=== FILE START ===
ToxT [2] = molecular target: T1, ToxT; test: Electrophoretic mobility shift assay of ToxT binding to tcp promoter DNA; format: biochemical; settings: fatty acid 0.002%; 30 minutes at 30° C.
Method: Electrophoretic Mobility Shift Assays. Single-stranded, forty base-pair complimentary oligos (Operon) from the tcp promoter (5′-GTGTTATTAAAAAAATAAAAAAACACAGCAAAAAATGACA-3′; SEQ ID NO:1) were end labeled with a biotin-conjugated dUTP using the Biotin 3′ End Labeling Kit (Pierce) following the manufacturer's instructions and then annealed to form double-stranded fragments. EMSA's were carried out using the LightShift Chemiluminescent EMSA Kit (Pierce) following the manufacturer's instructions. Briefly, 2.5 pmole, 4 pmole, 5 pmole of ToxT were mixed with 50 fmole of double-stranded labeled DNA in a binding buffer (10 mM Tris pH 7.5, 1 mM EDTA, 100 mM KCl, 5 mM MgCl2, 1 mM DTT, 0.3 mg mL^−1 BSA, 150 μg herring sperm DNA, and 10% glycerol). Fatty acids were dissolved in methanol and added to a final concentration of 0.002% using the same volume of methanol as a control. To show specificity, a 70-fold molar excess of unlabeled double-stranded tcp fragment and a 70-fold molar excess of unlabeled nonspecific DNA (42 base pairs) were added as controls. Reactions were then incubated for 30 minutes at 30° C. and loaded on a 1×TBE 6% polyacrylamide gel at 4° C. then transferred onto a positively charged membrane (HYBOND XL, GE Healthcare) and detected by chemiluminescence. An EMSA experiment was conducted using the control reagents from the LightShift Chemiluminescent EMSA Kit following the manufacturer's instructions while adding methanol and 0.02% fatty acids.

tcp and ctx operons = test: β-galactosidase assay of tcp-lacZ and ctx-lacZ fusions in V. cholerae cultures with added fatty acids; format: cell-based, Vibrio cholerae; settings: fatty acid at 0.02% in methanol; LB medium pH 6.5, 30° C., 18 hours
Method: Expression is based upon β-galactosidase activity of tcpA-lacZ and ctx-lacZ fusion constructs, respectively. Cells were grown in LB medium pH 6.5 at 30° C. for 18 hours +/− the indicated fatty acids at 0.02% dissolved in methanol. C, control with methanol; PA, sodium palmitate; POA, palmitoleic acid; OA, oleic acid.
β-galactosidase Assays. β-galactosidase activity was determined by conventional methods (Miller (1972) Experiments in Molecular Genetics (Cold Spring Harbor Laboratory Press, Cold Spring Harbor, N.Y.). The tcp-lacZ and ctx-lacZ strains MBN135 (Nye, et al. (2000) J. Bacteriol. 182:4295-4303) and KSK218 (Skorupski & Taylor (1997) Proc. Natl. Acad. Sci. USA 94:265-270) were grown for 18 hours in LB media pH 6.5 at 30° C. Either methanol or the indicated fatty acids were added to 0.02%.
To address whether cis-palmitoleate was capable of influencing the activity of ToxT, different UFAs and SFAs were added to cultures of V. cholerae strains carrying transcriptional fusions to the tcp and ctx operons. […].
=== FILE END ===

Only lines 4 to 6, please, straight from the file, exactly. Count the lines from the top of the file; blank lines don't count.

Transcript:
Method: Expression is based upon β-galactosidase activity of tcpA-lacZ and ctx-lacZ fusion constructs, respectively. Cells were grown in LB medium pH 6.5 at 30° C. for 18 hours +/− the indicated fatty acids at 0.02% dissolved in methanol. C, control with methanol; PA, sodium palmitate; POA, palmitoleic acid; OA, oleic acid.
β-galactosidase Assays. β-galactosidase activity was determined by conventional methods (Miller (1972) Experiments in Molecular Genetics (Cold Spring Harbor Laboratory Press, Cold Spring Harbor, N.Y.). The tcp-lacZ and ctx-lacZ strains MBN135 (Nye, et al. (2000) J. Bacteriol. 182:4295-4303) and KSK218 (Skorupski & Taylor (1997) Proc. Natl. Acad. Sci. USA 94:265-270) were grown for 18 hours in LB media pH 6.5 at 30° C. Either methanol or the indicated fatty acids were added to 0.02%.
To address whether cis-palmitoleate was capable of influencing the activity of ToxT, different UFAs and SFAs were added to cultures of V. cholerae strains carrying transcriptional fusions to the tcp and ctx operons. […].